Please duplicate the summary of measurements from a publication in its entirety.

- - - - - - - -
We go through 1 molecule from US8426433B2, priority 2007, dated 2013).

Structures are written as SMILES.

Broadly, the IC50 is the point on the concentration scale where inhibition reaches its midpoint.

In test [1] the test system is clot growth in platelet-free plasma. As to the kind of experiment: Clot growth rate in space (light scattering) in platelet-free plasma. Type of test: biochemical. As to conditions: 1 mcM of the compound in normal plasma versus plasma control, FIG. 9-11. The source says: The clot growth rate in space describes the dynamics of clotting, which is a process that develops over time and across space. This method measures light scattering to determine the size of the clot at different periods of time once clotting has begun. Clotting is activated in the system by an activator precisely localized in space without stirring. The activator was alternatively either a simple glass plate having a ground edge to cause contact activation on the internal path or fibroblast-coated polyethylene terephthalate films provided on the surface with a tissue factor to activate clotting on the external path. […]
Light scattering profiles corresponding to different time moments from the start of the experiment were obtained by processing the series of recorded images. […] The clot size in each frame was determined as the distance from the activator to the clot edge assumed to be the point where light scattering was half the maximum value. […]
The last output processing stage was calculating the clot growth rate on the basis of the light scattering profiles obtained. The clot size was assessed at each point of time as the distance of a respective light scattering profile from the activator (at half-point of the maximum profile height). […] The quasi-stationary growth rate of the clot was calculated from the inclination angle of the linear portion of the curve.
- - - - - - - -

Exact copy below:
We go through 1 molecule from US8426433B2, priority 2007, dated 2013).

Structures are written as SMILES.

Broadly, the IC50 is the point on the concentration scale where inhibition reaches its midpoint.

In test [1] the test system is clot growth in platelet-free plasma. As to the kind of experiment: Clot growth rate in space (light scattering) in platelet-free plasma. Type of test: biochemical. As to conditions: 1 mcM of the compound in normal plasma versus plasma control, FIG. 9-11. The source says: The clot growth rate in space describes the dynamics of clotting, which is a process that develops over time and across space. This method measures light scattering to determine the size of the clot at different periods of time once clotting has begun. Clotting is activated in the system by an activator precisely localized in space without stirring. The activator was alternatively either a simple glass plate having a ground edge to cause contact activation on the internal path or fibroblast-coated polyethylene terephthalate films provided on the surface with a tissue factor to activate clotting on the external path. […]
Light scattering profiles corresponding to different time moments from the start of the experiment were obtained by processing the series of recorded images. […] The clot size in each frame was determined as the distance from the activator to the clot edge assumed to be the point where light scattering was half the maximum value. […]
The last output processing stage was calculating the clot growth rate on the basis of the light scattering profiles obtained. The clot size was assessed at each point of time as the distance of a respective light scattering profile from the activator (at half-point of the maximum profile height). […] The quasi-stationary growth rate of the clot was calculated from the inclination angle of the linear portion of the curve.